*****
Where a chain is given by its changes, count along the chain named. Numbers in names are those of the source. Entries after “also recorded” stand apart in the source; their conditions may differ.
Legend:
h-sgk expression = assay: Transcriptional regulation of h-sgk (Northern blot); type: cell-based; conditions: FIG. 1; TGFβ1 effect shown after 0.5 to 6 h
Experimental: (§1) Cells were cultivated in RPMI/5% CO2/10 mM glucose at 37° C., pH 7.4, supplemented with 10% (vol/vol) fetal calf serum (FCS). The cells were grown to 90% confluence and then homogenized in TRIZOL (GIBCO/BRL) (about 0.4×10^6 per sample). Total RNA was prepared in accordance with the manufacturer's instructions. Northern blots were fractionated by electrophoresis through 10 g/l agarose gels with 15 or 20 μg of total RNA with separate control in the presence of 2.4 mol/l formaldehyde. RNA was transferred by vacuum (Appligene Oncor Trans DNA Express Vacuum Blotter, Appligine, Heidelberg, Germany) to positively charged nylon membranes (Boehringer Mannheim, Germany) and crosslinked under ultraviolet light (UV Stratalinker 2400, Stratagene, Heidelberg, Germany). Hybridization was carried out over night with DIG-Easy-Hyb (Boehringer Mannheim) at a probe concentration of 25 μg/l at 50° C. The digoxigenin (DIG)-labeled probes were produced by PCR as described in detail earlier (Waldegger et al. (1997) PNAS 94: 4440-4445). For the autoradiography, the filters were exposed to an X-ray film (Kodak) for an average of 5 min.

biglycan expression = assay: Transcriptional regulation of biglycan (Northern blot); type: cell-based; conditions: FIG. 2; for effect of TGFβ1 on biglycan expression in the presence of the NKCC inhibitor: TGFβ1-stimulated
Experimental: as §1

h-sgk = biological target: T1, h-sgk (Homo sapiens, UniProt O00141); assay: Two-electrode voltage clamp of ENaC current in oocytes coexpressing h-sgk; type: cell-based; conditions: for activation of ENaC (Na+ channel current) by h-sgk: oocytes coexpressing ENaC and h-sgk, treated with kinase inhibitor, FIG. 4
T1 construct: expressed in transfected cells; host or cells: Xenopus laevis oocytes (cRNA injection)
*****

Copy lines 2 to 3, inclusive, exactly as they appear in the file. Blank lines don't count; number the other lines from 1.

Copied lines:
Legend:
h-sgk expression = assay: Transcriptional regulation of h-sgk (Northern blot); type: cell-based; conditions: FIG. 1; TGFβ1 effect shown after 0.5 to 6 h